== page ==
Well managed design contests when compared to eg one of the most common forms of public procurement which is the 2 stage restricted procedure followed by mini-competitions for framework call offs, are cheaper, for both architects and clients. What is not acceptable and I would agree - is Design Contests such as the recent Guggenheim with 1,715 entrants. Architects need to support adoption of the sortition system to address this which reduces needless work and is entirely equitable. More design contests provide more opportunities. Lets embrace the north european model delivering higher quality construction. One reasons design contests have become so tarnished in the UK is that they now comprise less than 1% of the public procurement market, and each one then attracts such enormous numbers. This is a catch 22 which needs to be broken. Everyone otherwise remains subscribing to competitions where selection is preceded by PQQs and is done on the basis of your bank balance, previous experience, ISO compliance, H&S docs., etc. I know what I think is better value and provides greater oppooirtunity. Read the RIBAs publication Building Ladders of Opportunity. Great news from Labour - for build quality, economics in construction and society, a very welcome announcement.
What I find interesting in this debate is the impact this vote might have on the rump UK and on Scotland if the vote (as is likely) is close. Will for example London emerge as a ‘Vienna’ after the collapse of the Austro Hungarian Empire - an eventual flight of capital from a city state overwhelming a declining economic hinterland. With a loss of c.10% of the UK population, 10% of GDP and almost half the land mass, its interesting to reflect on the implication for both England and Europe. My view is this is a debate about the state of the nation – and as much about England as Scotland - as we clearly should be doing more to understand why so many in Scotland feel ostracised from what they regard as an English political system. The nation politically, economically, culturally and socially might consider re-engaging with the notion of re distributive regional economies as clearly this is an issue highlighted by the Scottish vote that has been ignored for too long. Not just Scotland, but the northeast, Wales etc. Would Scotland become an exemplar for eg The Basques & Catalans or Wales and N. Ireland, and the notion of a free market espoused by the EU might in English eyes become reinforced by the need to engage with Scotland and a wider market. Alternatively if we continue as an inward looking London centred nation – maybe a rise in UKIP and a perverted English nationalism. If it’s a Yes vote we can expect that the rump UK won’t be invited to the same tier of intergovernmental conferences and international influence will wane along with our military. Whatever the outcome it is likely the vote will be closer than ever before – which sadly may leave Scotland divided for some time. But this debate, both in Scotland and as its perceived in the context of other regions of the UK will only have become more urgent. As a scot living in the south I don’t have a vote, although I fully recognise the honest held sentiments in Scotland on both sides. Nations do change and opportunity exists within every context, but if we want to remain united it is an issue for us all.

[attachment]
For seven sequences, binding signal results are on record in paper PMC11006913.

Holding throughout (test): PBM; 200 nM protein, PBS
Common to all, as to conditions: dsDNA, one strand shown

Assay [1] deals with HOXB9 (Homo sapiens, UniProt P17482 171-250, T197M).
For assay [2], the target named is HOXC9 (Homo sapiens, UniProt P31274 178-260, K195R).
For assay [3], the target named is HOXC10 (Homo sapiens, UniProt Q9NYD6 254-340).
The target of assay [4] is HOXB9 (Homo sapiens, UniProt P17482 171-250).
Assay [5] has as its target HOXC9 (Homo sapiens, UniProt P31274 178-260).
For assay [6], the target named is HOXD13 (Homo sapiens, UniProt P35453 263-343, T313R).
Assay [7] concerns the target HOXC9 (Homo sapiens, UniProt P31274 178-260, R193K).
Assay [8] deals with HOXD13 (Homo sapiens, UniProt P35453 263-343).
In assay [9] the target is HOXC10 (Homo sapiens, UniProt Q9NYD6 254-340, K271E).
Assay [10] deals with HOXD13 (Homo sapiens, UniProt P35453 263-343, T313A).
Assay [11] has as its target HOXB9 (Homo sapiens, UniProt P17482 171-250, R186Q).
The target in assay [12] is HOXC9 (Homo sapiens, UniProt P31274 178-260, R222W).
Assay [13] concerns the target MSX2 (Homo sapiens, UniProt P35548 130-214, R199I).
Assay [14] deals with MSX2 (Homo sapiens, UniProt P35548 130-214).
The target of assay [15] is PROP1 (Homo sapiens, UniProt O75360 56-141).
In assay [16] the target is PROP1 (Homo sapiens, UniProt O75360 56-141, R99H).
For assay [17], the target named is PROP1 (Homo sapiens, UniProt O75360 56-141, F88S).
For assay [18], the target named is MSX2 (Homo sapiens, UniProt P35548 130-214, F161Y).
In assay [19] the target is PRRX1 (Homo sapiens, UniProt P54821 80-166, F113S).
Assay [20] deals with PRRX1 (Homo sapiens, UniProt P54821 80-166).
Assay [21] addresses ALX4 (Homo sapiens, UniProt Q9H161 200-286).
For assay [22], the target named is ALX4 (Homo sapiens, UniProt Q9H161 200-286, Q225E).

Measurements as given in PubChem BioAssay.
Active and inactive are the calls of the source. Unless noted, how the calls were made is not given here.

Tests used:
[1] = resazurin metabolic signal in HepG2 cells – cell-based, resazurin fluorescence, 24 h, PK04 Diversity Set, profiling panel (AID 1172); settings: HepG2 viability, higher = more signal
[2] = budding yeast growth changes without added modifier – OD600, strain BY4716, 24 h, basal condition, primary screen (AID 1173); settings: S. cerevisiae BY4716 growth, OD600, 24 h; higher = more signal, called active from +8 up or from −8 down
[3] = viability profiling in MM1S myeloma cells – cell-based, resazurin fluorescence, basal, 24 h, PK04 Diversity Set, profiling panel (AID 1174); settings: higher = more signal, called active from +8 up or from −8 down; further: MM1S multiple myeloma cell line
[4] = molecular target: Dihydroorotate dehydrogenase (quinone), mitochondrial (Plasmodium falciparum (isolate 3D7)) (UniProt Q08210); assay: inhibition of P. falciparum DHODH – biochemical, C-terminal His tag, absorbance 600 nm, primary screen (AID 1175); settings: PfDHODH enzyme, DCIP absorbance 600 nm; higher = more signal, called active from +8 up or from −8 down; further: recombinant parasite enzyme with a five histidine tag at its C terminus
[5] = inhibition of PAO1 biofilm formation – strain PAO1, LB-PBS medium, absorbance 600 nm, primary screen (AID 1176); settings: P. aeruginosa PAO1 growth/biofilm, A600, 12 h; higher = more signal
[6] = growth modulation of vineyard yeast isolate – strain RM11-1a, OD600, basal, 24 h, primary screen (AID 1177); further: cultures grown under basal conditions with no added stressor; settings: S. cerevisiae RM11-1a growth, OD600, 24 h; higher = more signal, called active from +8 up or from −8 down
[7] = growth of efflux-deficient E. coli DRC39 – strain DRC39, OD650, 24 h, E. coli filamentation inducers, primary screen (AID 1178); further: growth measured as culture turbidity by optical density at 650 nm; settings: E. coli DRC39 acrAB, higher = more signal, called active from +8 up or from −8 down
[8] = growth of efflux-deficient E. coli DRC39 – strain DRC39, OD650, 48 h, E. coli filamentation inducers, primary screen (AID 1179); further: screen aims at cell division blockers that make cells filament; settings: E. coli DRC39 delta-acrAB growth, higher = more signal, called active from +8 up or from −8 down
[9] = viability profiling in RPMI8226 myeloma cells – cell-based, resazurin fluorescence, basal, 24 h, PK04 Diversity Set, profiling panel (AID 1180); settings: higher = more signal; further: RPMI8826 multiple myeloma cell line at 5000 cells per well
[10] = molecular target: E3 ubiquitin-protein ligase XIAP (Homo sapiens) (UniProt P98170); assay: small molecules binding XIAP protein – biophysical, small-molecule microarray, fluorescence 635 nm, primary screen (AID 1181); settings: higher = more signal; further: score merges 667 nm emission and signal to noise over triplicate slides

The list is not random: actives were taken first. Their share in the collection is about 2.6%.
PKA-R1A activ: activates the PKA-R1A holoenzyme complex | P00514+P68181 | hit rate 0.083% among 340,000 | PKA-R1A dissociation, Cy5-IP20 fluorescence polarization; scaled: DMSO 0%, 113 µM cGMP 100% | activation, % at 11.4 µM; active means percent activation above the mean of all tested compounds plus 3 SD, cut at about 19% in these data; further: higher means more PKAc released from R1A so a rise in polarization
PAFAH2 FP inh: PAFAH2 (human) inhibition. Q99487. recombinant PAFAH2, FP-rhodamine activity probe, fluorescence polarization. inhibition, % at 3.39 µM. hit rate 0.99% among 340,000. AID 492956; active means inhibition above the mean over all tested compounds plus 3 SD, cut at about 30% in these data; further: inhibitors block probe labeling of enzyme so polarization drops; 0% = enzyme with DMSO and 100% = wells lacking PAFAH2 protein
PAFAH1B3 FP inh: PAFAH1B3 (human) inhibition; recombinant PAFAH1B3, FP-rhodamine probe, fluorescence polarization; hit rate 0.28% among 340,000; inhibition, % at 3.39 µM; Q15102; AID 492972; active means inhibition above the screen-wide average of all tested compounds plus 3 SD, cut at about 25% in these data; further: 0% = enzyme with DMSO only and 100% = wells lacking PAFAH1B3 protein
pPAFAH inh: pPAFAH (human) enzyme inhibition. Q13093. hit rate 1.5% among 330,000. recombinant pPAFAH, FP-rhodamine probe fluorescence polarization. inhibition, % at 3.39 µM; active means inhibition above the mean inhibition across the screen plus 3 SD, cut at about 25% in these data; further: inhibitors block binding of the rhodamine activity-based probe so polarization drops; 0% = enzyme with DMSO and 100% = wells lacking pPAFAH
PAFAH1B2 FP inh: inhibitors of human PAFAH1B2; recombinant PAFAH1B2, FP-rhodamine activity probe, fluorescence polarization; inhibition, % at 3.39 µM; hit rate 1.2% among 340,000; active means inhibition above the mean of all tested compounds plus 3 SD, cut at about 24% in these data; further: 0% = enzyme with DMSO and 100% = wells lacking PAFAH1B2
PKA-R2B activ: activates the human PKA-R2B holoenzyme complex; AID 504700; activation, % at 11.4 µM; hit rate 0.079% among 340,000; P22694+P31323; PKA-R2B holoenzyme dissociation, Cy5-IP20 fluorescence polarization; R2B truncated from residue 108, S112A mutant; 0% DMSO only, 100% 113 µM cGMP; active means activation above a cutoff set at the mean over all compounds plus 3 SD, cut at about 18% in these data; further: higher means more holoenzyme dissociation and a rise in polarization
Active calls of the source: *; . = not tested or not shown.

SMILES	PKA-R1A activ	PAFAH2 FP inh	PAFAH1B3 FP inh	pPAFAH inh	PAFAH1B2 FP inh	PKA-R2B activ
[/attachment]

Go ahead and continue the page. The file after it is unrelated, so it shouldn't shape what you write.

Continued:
Comment on: Revealed: Peabody names new major projects panel
Peabody should be highly congratulated on such a diverse, interesting and well balanced panel comprising as it does both excellent younger and smaller practices with those who are more established. A welcome turnaround for enlightened patronage/procurement. I am sure the full merit of this panel will be reflected by higher quality outputs. Let us hope this exemplary approach can be extended to other housing suppliers. Walter Menteth